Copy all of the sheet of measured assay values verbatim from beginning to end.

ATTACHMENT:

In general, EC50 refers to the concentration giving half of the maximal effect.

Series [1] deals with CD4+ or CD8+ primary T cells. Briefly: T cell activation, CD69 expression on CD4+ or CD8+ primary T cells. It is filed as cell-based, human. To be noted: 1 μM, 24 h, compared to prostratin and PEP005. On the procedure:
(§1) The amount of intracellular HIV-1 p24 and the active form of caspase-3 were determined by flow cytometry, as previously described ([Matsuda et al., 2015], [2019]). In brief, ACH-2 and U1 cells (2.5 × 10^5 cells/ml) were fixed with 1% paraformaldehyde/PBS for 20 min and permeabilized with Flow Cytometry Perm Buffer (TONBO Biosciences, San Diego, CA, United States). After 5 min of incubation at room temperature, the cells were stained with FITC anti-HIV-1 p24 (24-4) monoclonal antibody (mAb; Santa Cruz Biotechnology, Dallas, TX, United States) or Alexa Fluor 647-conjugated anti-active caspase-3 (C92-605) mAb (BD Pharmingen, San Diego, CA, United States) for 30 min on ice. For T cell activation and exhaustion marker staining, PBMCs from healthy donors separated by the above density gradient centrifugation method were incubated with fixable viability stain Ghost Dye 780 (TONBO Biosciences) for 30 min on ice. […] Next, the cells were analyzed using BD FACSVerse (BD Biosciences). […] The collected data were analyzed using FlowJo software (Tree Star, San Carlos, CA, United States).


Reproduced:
In general, EC50 refers to the concentration giving half of the maximal effect.

Series [1] deals with CD4+ or CD8+ primary T cells. Briefly: T cell activation, CD69 expression on CD4+ or CD8+ primary T cells. It is filed as cell-based, human. To be noted: 1 μM, 24 h, compared to prostratin and PEP005. On the procedure:
(§1) The amount of intracellular HIV-1 p24 and the active form of caspase-3 were determined by flow cytometry, as previously described ([Matsuda et al., 2015], [2019]). In brief, ACH-2 and U1 cells (2.5 × 10^5 cells/ml) were fixed with 1% paraformaldehyde/PBS for 20 min and permeabilized with Flow Cytometry Perm Buffer (TONBO Biosciences, San Diego, CA, United States). After 5 min of incubation at room temperature, the cells were stained with FITC anti-HIV-1 p24 (24-4) monoclonal antibody (mAb; Santa Cruz Biotechnology, Dallas, TX, United States) or Alexa Fluor 647-conjugated anti-active caspase-3 (C92-605) mAb (BD Pharmingen, San Diego, CA, United States) for 30 min on ice. For T cell activation and exhaustion marker staining, PBMCs from healthy donors separated by the above density gradient centrifugation method were incubated with fixable viability stain Ghost Dye 780 (TONBO Biosciences) for 30 min on ice. […] Next, the cells were analyzed using BD FACSVerse (BD Biosciences). […] The collected data were analyzed using FlowJo software (Tree Star, San Carlos, CA, United States).